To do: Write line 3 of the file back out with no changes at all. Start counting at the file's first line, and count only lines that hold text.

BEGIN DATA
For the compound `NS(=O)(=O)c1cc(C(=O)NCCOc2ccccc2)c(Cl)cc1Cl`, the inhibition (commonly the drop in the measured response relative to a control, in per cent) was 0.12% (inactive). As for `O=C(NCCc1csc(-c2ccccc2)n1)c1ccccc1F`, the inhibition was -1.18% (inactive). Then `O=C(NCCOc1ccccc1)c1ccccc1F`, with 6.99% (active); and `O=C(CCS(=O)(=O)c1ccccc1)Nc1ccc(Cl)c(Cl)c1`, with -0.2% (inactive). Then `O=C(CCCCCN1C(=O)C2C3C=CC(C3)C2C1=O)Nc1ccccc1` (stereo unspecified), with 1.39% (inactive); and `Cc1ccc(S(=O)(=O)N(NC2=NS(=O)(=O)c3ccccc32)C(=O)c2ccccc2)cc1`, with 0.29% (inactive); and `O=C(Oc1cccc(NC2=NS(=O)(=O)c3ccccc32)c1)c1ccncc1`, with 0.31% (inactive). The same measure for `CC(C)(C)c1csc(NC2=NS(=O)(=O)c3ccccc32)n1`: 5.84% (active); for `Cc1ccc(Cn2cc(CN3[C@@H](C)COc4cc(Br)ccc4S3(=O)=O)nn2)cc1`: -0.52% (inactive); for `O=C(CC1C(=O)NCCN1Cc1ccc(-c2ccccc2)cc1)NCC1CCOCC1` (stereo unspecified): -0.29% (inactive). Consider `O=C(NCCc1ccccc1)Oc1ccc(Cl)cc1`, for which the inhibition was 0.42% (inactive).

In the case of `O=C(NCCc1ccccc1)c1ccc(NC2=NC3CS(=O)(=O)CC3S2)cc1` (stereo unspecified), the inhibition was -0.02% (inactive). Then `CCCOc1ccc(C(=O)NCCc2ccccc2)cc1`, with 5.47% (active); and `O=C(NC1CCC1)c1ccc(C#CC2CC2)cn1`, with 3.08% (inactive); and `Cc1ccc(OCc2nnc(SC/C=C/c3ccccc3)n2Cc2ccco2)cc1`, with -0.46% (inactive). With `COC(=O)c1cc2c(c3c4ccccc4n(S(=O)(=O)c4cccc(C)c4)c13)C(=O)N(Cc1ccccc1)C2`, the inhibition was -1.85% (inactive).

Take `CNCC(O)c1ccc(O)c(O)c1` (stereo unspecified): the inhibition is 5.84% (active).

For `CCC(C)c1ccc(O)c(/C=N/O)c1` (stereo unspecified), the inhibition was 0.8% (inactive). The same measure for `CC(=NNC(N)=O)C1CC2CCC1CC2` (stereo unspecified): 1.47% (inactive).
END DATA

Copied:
Take `CNCC(O)c1ccc(O)c(O)c1` (stereo unspecified): the inhibition is 5.84% (active).